Coming all the way from Italy, by musical way of Argentina, they landed in Chicago and showed the Windy City how much musical fire can erupt from just an acoustic guitar and violin.
Perugia’s SatorDuo is headed to the area for an ambitious series of concerts near the end of October. Then again, tango music is nothing if not passionate — especially in the capable hands of violinist Paolo Castellani and guitarist Francesco Di Giandomenico. Having played all over Europe (including England and France), they returned to Chicago after several previous visits sponsored by Chiesa Nuova, and arts group led by the Rev. Bob Hutmacher of St. Peter’s Church in Chicago.
A composer and artistic director himself, Hutmacher has praised SatorDuo as “artists of the highest level … one of the most exciting duos in Italy today.” Those raves are highlighted on the group’s official website, satorduo.com, alongside similar notices from London’s What’s on Guide and Italy’s Journal of Umbria.
Musicians of this caliber — who play in style of tango masters such as Astor Piazzolla and Leo Brouwer — don’t get to this level by some fluke worthy of a garage band. A chamber music expert, Castellani studied at Perugia’s Conservatory of Music in Perugia with a degree in violin in 1992, and again in 2006, with honors, in musical disciplines. Di Giandomenico also graduated with honors with a multi-faceted degree — covering guitar, musical disciplines, and instrumental-repertoire teaching for guitar and orchestra. (He’s now studying electronic music with composer Luigi Ceccarelli.)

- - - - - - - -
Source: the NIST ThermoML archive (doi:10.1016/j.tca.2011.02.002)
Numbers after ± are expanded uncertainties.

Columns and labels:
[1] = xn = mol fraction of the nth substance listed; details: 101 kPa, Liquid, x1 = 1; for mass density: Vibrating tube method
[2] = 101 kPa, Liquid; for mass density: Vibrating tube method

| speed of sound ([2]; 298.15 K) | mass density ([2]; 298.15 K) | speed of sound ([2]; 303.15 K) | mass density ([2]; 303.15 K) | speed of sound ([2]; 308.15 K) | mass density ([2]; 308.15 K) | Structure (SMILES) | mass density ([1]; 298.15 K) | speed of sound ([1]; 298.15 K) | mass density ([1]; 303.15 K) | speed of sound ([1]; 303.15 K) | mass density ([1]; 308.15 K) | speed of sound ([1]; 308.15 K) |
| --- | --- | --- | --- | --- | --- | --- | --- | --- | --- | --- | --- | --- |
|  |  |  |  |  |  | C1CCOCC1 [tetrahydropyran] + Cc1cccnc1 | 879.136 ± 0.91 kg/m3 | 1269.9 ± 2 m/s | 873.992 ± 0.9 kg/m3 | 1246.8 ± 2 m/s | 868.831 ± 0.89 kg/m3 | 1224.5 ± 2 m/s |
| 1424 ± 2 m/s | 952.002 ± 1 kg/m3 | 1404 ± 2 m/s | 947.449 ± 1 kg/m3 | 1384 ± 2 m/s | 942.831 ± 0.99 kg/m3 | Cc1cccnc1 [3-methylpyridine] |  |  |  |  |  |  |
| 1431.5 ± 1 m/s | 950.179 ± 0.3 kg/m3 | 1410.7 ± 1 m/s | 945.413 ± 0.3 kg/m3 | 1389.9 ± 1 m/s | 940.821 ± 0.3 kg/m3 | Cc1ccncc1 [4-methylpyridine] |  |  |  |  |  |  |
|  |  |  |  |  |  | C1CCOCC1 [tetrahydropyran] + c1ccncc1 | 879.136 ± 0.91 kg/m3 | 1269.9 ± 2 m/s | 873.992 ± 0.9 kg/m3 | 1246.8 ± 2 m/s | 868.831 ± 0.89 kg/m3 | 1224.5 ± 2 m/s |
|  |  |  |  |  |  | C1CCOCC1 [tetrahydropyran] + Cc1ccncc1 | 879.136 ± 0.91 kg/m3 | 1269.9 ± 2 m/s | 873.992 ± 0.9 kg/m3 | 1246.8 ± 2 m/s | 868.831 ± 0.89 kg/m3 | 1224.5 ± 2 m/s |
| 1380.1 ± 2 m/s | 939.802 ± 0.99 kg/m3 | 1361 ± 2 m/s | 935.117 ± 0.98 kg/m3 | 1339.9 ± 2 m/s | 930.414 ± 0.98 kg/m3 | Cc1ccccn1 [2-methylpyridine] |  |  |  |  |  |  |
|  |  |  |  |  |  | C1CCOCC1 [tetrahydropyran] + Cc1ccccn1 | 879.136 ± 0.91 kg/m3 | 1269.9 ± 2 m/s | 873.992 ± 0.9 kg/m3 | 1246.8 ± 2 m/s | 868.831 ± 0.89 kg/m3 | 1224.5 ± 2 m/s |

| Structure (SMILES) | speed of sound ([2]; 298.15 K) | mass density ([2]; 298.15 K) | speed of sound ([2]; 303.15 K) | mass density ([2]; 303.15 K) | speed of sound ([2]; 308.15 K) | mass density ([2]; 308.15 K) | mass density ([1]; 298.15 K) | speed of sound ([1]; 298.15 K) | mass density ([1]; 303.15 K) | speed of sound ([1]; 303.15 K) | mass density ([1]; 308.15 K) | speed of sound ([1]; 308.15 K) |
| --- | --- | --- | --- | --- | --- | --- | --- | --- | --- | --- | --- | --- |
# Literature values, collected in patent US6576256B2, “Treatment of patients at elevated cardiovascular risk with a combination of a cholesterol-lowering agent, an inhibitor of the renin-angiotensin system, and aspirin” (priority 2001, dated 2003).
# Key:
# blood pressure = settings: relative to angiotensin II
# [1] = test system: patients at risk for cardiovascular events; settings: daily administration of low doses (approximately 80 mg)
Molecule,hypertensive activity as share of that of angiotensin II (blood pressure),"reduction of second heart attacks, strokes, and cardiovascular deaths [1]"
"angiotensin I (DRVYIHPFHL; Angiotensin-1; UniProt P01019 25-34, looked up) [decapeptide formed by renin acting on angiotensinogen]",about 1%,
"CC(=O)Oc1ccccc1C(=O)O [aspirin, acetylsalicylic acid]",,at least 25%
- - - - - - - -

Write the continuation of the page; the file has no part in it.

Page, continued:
Of course, all the training in the world doesn’t mean much if the music lacks emotional depth. To that end, Hutmacher was wildly enthusiastic to have SatorDuo back in the area again. “They play very, very exciting music,” he says. “Tango is passionate, rhythmical — the dance in and of it self is sensual — and they really know how to express it with just two instruments. It’s phenomenal.”
The two musicians in SatorDuo teamed up about five years ago and shortly after that, they made their first appearance here in 2011. “This was third time they’ve come to Chicago under our auspices,” Hutmacher says.